P: We would generally say that it took us up to The World album to really find our true writing style. Kowtow was almost there, but still developing in a way, as we were still trying to secure a major record contract and single releases with Kowtow. It was done as an album demo initially for EMI Records. They turned it down!!

Nick’s writing style is really now the Pendragon sound, but he does write more instrumental stuff as well. Clive writes mainly progressive and some classical. Peter and Fudge write a mixture of progressive, rock and groove stuff.

GN: Does improvisation play an important role in your songwriting techniques?

P: Not really in Pendragon any more. Occasionally we might get something we like at a sound check, or during rehearsals. But we usually spend most of the time trying to relearn our existing songs on the cds!! Clive with Arena has written more stuff through improvisation, I think.

GN: Do you look for different methods of writing your songs?

P: We try to do something different for every album. Not every album will be a concept album, with several main themes being repeated in different arrangements. Some songs will be verse chorus, some will be through composed, which means that no ideas or themes repeat at all. The song just goes on evolving until it is finished! Sometimes you start with words and no music, sometimes with just a melody on one instrument, sometimes you have all the music written before you write any lyrics.

Every album is different. So, yes we’re always looking for new arrangements and song writing methods.

GN: A common question among the visitors to Guitarnoise: How do you resolve the issue of lack of inspiration?

P: There is no easy answer, unfortunately!! It depends on the particular songwriter’s approach. Clive is very good at working through songs and arrangements until they are either finished, or filed away to be looked at at a later date. Both Nick and Peter tend to just have a break from the song idea and go back to it on another day when they feel more inspired. You usually cannot force inspiration to come.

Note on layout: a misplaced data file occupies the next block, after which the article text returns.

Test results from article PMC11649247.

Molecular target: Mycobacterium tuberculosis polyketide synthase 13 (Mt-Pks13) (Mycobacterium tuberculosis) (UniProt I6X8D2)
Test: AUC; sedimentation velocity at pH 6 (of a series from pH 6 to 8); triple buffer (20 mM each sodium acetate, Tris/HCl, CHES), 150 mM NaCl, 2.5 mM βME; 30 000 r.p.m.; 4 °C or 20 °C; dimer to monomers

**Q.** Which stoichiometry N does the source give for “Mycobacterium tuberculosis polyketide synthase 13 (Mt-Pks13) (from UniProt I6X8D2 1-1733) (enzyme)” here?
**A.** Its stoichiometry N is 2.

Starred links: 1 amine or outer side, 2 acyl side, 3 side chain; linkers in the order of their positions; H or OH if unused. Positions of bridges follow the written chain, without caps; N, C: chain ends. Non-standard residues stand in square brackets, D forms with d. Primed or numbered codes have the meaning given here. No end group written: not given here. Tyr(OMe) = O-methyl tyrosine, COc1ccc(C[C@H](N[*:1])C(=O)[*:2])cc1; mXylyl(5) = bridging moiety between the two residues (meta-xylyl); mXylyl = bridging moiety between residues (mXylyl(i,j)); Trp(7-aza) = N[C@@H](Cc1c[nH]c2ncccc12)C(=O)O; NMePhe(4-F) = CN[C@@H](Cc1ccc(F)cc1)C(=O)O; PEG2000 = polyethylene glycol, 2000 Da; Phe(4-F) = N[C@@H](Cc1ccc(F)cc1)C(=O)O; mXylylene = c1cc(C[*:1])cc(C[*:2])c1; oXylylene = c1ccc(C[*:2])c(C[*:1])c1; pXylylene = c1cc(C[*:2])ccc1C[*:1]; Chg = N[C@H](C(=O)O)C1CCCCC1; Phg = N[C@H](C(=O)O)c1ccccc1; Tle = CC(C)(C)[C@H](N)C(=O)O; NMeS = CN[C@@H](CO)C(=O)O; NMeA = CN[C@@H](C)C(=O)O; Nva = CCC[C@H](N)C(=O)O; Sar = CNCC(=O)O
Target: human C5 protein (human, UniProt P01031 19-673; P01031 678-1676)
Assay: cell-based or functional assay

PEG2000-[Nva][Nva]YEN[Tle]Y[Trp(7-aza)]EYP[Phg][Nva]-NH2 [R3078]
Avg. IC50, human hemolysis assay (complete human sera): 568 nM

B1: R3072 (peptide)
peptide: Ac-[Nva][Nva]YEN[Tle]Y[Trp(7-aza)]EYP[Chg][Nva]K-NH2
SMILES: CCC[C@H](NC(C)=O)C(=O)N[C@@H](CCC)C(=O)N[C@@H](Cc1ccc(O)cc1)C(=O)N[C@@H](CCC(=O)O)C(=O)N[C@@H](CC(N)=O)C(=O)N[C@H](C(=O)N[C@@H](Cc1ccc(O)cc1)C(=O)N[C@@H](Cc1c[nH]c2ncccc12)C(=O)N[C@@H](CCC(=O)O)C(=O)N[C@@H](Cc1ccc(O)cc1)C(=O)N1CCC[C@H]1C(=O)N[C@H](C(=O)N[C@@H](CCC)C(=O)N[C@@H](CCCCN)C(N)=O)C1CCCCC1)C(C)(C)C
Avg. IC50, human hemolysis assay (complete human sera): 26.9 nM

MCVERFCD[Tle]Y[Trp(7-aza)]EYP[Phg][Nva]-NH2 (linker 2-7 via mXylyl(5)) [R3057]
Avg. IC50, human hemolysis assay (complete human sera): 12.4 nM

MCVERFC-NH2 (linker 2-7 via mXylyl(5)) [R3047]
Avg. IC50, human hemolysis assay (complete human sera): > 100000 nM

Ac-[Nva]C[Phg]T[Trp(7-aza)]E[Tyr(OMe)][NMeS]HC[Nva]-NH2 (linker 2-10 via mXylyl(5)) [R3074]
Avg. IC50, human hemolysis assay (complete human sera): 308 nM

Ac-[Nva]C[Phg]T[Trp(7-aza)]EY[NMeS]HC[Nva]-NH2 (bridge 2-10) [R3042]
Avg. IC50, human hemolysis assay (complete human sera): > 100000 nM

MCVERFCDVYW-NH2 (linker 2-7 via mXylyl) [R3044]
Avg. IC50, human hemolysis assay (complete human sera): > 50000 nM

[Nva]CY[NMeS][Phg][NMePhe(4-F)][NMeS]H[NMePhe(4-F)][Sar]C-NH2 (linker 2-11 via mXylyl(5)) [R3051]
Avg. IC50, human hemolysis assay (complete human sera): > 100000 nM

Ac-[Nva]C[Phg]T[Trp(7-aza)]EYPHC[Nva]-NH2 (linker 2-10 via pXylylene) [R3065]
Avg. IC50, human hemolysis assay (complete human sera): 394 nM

Its either there or its not. If its not, then it may be best to come back to it. However, sometimes, by reworking the song, and stripping it back down to its bones, or by adding just one part to it, or sometimes even by an accident, inspiration and new life can suddenly come to the song!

GN: Do you ever see yourself, at some time in the future, not writing songs?

P: No, not really. Either music is in you, or its not. If its in your heart then there’s a part of you that will always want to express that through writing songs or by jamming or improvising with other musicians. I think though, often as songwriters get older their output can diminish. In some ways songwriting can seem more difficult.

GN: If there were no more market for your material, would you consider trying some other style or would you keep writing the way you do?

P: I think to write the best music you have to be ‘true to yourself’. In other words, to write what naturally comes out of you, rather than always trying to adapt it to what the commercial marketplace demands.

Pendragon spent the first ten years compromising between trying to write commercial music and progressive music at the same time. Once we stopped worrying about what people wanted from us, our style came naturally. Its hard to say. I think everyone wants popularity, but I think the four of us would always want to write good emotional melodic music.

GN: Have you ever written for other people? If so, what are your thoughts on the subject?